How do you get your children to practice?

It's all about the feel good factor!

As at the beginning of any new journey, children will always be excited about their first music lesson. They’ll be prepared with new equipment (e.g. guitar, piano book or ukulele) and brimming with enthusiasm and a sense of excited anticipation about meeting their new teacher and getting started! 

Learning anything new however goes beyond the lesson. What is learned in each session needs to be mastered at home – with practice, so that each week progress can be made.

For some children, practice is masterfully scheduled into daily activities right from the very first day and progress is swift.  Sadly though, for many others, the ongoing battle of practice is the reason why parents put an end to their music lessons.  Not without good reason.  Nagging kids to do their practice isn’t fun for parent or child.  And the practice that then takes place doesn't have the magic that self-motivated and self-initiated practice does.

Here are some tips that will keep you and your child on track for a great musical experience, swift progress - and no more nagging!

1.      Get to know your child’s teacher.  They will be the most influential force not only in your child’s musical experience each week but also in motivating them to play in between lessons i.e. at home.  In the course of a year, a 30 minute weekly lesson equates to 20 hours of time that this person will spend with your child.  Not insignificant!  So, meet your child’s teacher.  Tell them what motivates your child, what music they like to play or listen to.  Equipping them with knowledge about your child’s special interests (and challenges too) will ensure that they as prepared as they can be to motivate your child to play both in lesson time and beyond.

2.     Change the terminology.  Replace the word 'practice' with 'play'!  ‘What are you going to play for me today?’ will get an instantly better result that 'Have you done your practice?'

3.     Always have the instrument handy.  Don’t pack instruments away in their cases.  Leave them out ready to play.  A guitar ready to pick up and play, sitting somewhere highly visible begs to be played.  We walk past our piano at home 100 times a day.  It can't be ignored so is played regularly. Guitars, ukuleles, drum kits, trumpets, any instrument in fact can safely be left out unpacked and waiting for a player.  It’s only when instruments are not played each day that they gather dust! And, of course if your child’s instrument is vocal, there should be no stopping them.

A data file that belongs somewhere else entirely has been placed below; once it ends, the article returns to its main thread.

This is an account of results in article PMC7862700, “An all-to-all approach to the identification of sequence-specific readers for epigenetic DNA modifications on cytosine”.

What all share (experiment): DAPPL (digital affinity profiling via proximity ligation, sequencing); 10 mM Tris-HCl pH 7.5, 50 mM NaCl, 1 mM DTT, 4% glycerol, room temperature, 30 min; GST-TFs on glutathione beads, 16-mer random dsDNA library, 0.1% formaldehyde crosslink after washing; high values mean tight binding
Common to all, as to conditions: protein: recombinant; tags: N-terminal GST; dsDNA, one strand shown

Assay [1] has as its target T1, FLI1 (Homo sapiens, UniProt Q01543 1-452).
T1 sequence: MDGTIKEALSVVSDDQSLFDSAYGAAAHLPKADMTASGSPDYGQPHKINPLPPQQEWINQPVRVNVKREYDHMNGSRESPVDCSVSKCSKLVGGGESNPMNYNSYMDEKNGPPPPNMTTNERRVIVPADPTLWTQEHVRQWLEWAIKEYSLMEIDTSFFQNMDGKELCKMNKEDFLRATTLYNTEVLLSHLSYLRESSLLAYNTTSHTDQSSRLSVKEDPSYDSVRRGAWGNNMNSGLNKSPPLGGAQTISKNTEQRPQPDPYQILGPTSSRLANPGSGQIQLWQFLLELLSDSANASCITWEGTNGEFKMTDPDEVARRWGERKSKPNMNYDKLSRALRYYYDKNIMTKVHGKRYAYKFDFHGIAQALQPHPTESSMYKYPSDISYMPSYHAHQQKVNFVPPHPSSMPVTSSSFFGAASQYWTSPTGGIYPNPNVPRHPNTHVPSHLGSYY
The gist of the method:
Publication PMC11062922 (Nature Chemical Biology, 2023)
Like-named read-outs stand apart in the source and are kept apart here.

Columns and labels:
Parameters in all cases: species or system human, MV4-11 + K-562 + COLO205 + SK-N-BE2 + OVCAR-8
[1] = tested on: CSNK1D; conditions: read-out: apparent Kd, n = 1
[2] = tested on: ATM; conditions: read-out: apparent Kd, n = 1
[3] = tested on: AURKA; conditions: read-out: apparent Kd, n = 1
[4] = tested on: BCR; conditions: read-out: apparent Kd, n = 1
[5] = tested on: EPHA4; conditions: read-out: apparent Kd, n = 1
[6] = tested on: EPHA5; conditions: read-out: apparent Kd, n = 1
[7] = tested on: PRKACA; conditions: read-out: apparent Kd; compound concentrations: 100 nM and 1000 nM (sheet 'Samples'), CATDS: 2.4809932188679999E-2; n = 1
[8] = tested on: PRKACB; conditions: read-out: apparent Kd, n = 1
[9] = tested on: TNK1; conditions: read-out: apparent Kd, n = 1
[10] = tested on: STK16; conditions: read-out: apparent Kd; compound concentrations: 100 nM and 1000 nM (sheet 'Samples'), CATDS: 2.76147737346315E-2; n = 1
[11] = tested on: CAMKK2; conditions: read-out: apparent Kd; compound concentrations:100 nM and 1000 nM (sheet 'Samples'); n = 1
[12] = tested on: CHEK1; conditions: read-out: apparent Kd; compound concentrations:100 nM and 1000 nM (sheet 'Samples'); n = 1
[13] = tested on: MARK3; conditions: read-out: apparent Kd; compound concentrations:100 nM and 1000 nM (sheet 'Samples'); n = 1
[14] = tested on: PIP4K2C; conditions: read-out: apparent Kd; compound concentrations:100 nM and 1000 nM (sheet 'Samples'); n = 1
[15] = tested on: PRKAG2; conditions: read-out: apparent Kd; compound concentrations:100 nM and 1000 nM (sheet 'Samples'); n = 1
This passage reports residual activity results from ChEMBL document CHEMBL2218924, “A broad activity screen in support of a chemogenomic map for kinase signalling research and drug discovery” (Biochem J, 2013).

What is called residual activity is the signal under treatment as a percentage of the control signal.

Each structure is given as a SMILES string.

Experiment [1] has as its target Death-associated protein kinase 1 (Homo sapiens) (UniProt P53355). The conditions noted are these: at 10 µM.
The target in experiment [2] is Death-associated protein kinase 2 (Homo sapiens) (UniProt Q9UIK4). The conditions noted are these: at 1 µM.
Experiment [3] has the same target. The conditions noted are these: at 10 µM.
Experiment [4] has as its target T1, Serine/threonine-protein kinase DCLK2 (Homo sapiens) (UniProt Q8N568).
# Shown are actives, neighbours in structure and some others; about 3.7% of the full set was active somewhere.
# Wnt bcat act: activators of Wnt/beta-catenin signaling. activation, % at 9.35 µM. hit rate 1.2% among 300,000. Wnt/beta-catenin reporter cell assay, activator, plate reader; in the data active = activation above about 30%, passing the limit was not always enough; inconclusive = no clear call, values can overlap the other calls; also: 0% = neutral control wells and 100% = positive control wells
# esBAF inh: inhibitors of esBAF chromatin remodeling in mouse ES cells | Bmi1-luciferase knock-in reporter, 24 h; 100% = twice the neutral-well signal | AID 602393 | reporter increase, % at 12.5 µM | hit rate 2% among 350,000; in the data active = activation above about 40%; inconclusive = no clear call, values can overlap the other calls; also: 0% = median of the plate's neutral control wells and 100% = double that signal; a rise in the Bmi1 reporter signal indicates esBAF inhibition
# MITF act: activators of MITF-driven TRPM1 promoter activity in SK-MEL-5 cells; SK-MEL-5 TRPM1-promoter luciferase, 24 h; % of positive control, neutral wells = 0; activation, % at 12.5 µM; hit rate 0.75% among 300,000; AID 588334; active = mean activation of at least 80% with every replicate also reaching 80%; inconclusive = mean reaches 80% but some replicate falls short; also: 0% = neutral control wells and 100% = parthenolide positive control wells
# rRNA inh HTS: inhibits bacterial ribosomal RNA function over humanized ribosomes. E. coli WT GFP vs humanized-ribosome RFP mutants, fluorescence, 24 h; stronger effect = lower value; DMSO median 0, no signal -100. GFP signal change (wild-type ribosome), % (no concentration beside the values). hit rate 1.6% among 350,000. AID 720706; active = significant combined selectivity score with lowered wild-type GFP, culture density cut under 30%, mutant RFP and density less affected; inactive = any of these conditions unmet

4.     Make a family pact.  Have your family agree to recognise the effort that goes into practice sessions and that no matter what sound is produced, never to criticise.  The first year especially will produce some interesting and sometimes challenging sounds but they are all constructive and correcting mistakes is a valuable part of any learning process.

5.     Split the practice session into bite size pieces.  A 20 minute practice session is still 20 minutes if it is broken down into 2 x smaller 10 minute blocks.  Concentration is more focussed in smaller sessions and psychologically it’s easier for a child to think about playing for 10 minutes – although once they start they will probably play for longer!  

6.     Allow your child to choose a piece to learn.  Once the basics are learned, talk to your child’s teacher about allowing your child to have some input in the pieces they are learning.  Given the opportunity to learn a piece they love or have a connection with motivates them tenfold. 

7.     Perform regularly.  Remind your child that one performance has the same effect as three practice sessions!

The most important thing to remember in the early years is to celebrate the little steps.  Just like learning to ride a bike, read a book or swim, feeling good about the little steps, being encouraged and celebrating achievements is the key to success!

Written by Miranda Rocca
Manager, Lewis Eady Music School (piano player and mother of four young musicians)

We believe everyone is musical >